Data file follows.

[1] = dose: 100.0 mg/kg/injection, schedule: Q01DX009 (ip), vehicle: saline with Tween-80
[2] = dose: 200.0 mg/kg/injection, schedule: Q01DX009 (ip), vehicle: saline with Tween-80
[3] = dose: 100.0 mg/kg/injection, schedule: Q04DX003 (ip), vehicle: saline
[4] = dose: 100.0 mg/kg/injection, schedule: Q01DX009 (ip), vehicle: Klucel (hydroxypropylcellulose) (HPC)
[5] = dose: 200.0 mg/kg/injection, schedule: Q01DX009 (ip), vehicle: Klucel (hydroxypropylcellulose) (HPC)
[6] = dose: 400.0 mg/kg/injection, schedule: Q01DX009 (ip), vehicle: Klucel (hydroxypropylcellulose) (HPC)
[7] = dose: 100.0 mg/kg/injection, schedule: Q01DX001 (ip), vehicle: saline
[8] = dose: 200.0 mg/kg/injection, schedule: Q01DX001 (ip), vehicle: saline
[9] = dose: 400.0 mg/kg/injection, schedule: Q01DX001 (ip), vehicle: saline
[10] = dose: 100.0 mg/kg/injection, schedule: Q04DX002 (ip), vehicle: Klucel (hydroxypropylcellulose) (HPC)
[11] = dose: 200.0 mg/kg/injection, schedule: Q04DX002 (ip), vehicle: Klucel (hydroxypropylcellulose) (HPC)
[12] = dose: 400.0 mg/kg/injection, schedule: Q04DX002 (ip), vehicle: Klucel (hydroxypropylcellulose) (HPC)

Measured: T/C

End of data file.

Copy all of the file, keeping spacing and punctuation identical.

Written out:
[1] = dose: 100.0 mg/kg/injection, schedule: Q01DX009 (ip), vehicle: saline with Tween-80
[2] = dose: 200.0 mg/kg/injection, schedule: Q01DX009 (ip), vehicle: saline with Tween-80
[3] = dose: 100.0 mg/kg/injection, schedule: Q04DX003 (ip), vehicle: saline
[4] = dose: 100.0 mg/kg/injection, schedule: Q01DX009 (ip), vehicle: Klucel (hydroxypropylcellulose) (HPC)
[5] = dose: 200.0 mg/kg/injection, schedule: Q01DX009 (ip), vehicle: Klucel (hydroxypropylcellulose) (HPC)
[6] = dose: 400.0 mg/kg/injection, schedule: Q01DX009 (ip), vehicle: Klucel (hydroxypropylcellulose) (HPC)
[7] = dose: 100.0 mg/kg/injection, schedule: Q01DX001 (ip), vehicle: saline
[8] = dose: 200.0 mg/kg/injection, schedule: Q01DX001 (ip), vehicle: saline
[9] = dose: 400.0 mg/kg/injection, schedule: Q01DX001 (ip), vehicle: saline
[10] = dose: 100.0 mg/kg/injection, schedule: Q04DX002 (ip), vehicle: Klucel (hydroxypropylcellulose) (HPC)
[11] = dose: 200.0 mg/kg/injection, schedule: Q04DX002 (ip), vehicle: Klucel (hydroxypropylcellulose) (HPC)
[12] = dose: 400.0 mg/kg/injection, schedule: Q04DX002 (ip), vehicle: Klucel (hydroxypropylcellulose) (HPC)

Measured: T/C